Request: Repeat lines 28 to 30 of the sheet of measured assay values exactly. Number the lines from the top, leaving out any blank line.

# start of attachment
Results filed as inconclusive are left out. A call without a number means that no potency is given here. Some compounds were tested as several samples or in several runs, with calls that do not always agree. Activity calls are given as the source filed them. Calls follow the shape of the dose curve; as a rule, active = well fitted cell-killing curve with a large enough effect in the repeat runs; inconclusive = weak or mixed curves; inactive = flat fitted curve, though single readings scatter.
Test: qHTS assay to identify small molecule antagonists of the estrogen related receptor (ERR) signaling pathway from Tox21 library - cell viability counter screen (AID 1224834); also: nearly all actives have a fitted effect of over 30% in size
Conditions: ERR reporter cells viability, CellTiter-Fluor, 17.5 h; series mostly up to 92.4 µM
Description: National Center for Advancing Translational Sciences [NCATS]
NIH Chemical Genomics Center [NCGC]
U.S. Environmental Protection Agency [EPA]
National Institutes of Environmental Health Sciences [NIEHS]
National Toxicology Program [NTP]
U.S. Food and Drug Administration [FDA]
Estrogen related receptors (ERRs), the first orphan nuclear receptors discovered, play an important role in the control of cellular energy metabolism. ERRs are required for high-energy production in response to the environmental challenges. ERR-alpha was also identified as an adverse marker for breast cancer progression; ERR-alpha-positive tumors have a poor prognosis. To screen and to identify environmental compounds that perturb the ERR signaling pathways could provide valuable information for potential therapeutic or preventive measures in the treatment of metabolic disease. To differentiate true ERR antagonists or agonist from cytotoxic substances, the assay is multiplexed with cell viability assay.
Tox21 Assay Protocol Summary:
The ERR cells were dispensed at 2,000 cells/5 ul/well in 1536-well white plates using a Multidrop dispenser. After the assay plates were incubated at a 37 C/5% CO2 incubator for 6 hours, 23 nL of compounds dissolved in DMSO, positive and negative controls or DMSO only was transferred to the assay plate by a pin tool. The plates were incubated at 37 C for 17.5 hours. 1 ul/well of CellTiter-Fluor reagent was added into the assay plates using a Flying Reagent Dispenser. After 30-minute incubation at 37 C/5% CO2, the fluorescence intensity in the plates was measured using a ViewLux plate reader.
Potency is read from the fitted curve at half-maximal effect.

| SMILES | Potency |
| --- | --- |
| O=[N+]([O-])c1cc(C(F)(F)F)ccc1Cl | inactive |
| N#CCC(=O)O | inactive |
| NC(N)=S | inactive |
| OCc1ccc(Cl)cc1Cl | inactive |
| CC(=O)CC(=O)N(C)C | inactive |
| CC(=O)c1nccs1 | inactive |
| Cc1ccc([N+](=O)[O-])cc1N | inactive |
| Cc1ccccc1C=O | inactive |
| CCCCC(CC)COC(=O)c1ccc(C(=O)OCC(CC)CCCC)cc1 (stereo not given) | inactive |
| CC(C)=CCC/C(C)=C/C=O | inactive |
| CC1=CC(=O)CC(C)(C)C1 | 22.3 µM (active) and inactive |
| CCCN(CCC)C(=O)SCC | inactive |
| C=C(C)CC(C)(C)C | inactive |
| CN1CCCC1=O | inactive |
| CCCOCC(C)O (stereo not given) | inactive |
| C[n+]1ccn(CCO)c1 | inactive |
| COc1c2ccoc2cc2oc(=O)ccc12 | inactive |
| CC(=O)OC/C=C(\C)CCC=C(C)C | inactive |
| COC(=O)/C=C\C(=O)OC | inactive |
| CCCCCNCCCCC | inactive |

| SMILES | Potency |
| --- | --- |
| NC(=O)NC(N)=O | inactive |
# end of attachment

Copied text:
| C=C(C)CC(C)(C)C | inactive |
| CN1CCCC1=O | inactive |
| CCCOCC(C)O (stereo not given) | inactive |